Greg M. Cooper-USA TODAY Sports
For 28 Major League Baseball teams, the start of the regular season looms just days away. Hopes and ambitions are high as they typically are in April, and for good reason. In the American League, there are perhaps only a handful of teams that – at this point – appear to have no realistic chance of winning the pennant in 2014. Here’s how the season will conclude from my view …
Boston Red Sox (94 wins) – Many would claim that the Sox’ success last season was due to the stars’ alignment or a lot of luck. The truth is, the Sox won because they had the depth to do battle throughout the 162-game season – with something left for the postseason. They have the deepest roster in the division (and the American League) again this year and they have the best chance of remaining competitive for the long haul.
Tampa Bay Rays * (92 wins) – Few teams wouldn’t envy the Rays’ starting rotation or their talented lineup. Barring injury or misfortune the Rays are pennant contenders, but there are always unpleasant surprises along the way. The Rays do not have the roster depth to make moves as necessary when possibly needed.
Baltimore Orioles (87 wins) – The Orioles are tenacious. Last year fortune eluded them despite such a productive lineup. The O’s pitching will be the weak link. Their starters are not at a level to go deep into late innings consistently and the bullpen will be overtaxed.
New York Yankees (85 wins) – The captain’s swansong year is filled with promise to start the season, but injuries have plagued this aging team and they are without their all-world closer. The Yankees will battle but their reinforcements are meager and their endurance will be tried.
Toronto Blue Jays (75 wins) – The Jays have a lineup to match most clubs in run production, but their rotation has little depth. Look for a reprise of 2013 where the Jays learn early in the season that their deficiencies cannot be overcome on a daily basis.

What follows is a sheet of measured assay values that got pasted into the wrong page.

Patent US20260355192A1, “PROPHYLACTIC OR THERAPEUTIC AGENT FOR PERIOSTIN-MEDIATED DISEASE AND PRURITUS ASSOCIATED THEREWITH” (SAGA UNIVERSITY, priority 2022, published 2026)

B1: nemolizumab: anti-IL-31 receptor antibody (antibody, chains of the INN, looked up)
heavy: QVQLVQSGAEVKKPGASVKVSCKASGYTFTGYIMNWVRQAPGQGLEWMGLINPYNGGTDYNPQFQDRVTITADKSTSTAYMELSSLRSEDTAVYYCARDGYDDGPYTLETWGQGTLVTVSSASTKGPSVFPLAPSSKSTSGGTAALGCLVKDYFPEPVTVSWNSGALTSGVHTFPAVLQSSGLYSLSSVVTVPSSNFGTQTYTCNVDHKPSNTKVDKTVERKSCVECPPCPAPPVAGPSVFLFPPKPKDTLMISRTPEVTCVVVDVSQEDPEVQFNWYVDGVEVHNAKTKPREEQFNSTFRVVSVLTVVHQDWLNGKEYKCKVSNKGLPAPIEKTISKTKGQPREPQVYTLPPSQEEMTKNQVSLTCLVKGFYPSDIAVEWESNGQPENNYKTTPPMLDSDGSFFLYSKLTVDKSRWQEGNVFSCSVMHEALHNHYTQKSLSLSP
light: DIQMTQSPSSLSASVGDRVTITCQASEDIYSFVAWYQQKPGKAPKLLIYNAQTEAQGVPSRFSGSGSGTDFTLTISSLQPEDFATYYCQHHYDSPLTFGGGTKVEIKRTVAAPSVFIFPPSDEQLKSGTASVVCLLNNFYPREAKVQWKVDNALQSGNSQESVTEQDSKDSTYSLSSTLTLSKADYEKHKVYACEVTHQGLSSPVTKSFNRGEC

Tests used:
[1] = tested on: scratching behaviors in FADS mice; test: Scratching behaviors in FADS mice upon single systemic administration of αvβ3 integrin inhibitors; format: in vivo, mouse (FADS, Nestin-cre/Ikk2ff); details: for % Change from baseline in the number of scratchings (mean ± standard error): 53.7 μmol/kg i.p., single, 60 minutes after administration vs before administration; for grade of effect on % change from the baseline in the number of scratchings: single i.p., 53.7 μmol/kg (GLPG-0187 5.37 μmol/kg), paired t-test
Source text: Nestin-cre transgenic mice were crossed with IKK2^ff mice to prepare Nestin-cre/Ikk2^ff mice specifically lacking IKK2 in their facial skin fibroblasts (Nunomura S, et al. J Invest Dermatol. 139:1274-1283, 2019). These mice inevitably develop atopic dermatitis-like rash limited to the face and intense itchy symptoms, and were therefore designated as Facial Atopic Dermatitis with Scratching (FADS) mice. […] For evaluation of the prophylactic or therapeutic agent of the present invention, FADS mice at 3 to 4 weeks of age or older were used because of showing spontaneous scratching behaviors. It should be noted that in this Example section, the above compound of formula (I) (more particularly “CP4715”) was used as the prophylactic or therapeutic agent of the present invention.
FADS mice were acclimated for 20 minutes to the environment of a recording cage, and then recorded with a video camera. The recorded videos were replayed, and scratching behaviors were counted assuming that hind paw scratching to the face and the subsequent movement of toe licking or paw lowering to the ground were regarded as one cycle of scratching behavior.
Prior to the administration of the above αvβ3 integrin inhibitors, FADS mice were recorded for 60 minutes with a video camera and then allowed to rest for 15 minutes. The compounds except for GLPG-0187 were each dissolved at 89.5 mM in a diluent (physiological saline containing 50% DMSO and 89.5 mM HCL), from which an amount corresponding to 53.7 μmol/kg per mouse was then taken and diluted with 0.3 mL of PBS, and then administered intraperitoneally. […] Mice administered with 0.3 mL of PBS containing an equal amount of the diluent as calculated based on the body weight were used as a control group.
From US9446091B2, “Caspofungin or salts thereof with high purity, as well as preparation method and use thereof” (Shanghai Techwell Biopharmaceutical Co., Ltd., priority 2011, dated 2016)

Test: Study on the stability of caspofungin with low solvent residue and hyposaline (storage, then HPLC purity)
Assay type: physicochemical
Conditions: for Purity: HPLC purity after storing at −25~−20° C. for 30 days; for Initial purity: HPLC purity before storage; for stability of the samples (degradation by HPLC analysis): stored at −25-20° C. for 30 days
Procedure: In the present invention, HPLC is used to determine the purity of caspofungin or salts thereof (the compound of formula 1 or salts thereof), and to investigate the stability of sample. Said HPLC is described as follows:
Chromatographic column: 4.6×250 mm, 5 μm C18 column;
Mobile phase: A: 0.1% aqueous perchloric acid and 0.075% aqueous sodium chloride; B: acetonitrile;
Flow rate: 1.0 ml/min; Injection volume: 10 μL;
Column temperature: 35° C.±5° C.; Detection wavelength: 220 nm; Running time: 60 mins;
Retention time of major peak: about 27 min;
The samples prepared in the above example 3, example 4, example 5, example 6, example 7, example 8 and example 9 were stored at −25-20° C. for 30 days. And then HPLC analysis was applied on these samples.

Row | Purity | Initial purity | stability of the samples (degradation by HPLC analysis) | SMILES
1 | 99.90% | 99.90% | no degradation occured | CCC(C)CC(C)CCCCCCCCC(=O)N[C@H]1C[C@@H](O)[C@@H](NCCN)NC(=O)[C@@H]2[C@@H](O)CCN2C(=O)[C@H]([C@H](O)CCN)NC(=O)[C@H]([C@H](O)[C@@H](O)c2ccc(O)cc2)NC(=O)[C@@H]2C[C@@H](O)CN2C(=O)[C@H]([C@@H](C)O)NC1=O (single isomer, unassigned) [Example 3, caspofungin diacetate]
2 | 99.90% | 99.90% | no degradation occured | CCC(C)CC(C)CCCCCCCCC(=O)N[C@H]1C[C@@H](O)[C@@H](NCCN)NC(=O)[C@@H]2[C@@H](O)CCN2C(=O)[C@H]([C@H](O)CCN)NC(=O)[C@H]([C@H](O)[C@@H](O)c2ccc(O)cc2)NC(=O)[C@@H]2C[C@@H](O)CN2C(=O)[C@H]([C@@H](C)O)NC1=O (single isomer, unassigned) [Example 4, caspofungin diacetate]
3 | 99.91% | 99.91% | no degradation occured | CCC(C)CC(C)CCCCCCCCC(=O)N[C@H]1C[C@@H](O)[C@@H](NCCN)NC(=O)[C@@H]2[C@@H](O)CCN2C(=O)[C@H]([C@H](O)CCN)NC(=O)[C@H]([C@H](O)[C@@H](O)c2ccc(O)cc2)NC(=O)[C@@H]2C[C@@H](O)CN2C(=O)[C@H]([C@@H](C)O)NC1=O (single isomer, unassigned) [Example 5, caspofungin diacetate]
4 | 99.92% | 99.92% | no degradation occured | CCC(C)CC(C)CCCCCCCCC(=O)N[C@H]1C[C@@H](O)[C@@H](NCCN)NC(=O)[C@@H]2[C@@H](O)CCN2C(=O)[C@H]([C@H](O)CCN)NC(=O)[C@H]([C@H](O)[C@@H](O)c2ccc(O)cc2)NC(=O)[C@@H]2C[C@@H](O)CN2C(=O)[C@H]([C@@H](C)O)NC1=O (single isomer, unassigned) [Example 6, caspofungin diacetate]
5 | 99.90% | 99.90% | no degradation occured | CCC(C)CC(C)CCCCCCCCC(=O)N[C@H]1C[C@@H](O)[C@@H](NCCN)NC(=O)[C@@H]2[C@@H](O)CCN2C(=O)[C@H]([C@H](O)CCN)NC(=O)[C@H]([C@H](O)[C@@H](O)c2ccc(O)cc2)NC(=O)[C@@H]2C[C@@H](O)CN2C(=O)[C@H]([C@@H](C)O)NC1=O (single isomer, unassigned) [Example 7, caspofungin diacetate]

Detroit Tigers (91 wins) – The Tigers arguably have one of the best starting pitcher rosters in baseball, but the onus is on the team to win this year before they potentially lose top-of-the rotation talent. Detroit has had had a few hiccups during spring training, but the pitching will help the team prevail.
Kansas City Royals * (90 wins) – The race is going to be tighter than many imagine. The Royals are for real in their defensive prowess and bullpen talent. The rotation is not deep but improved from last year and the team, which has been on a steady rise, will manufacture more runs than in recent history. This will be a breakout season for the Royals who have not earned a playoff berth in 28 years.
Cleveland Indians (80 wins) – The Tribe seems bound to take a step back from its 2013 performance, losing some rotation depth and seeing better competition within the division. Unproven arms and a lineup without superstar quality will cost the Indians several wins.
Chicago White Sox (76 wins) – The ChiSox will make significant improvement in 2014 as well, but the team is still not ready to contend. The White Sox are a team on the rise, but need maturity and seasoning before the team climbs above .500.
Minnesota Twins (62 wins) – The Twins are one of the AL teams who don’t need to stock up on champagne this year. Their promise is in the minor leagues. Don’t look for the team to match its win total from last season.
Los Angeles Angels (88 wins) – The rotation was deficient to division rivals before spring training began. The powerhouse lineup now stands out in comparison to the other teams. The Angels rebound in a big way and claim the division’s only playoff berth.
Oakland Athletics (84 wins) – A tenacious team with a shrewd manager, the A’s will keep it an interesting race. Spring training injuries to starting pitchers will ultimately cost them the ability to stay in contention, however.
Seattle Mariners (82 wins) – The team will take a step ahead, but not a stride. The Mariners offseason changes are not enough to put this team into playoff contention.
Texas Rangers (82 wins) – Injuries will be the Rangers’ pitfall. Without the spring training roster decimation, this team would claim the division again.
Houston Astros (53 wins) – No parades planned in downtown Houston for awhile. The Astros have a distance to go to be playoff worthy. They have a strong farm system but their roster is still not at a skill level that makes it remotely competitive.
MVP – Mike Trout (Angels)
CY Young – James Shields (Royals)
Rookie of the Year – Xander Bogaerts (Red Sox)
ALCS: Boston over Kansas City
National League East
New York Mets
St Louis Cardinals
Los Angeles Dodgers
San Francisco Giants*
San Diego Padres
* Wild Card teams
MVP: Bryce Harper (Washington)
CY Young: Clayton Kershaw (Los Angeles)
Rookie of the Year: Billy Hamilton (Cincinnati)
NLCS: St. Louis over Washington
World Series: St Louis over Boston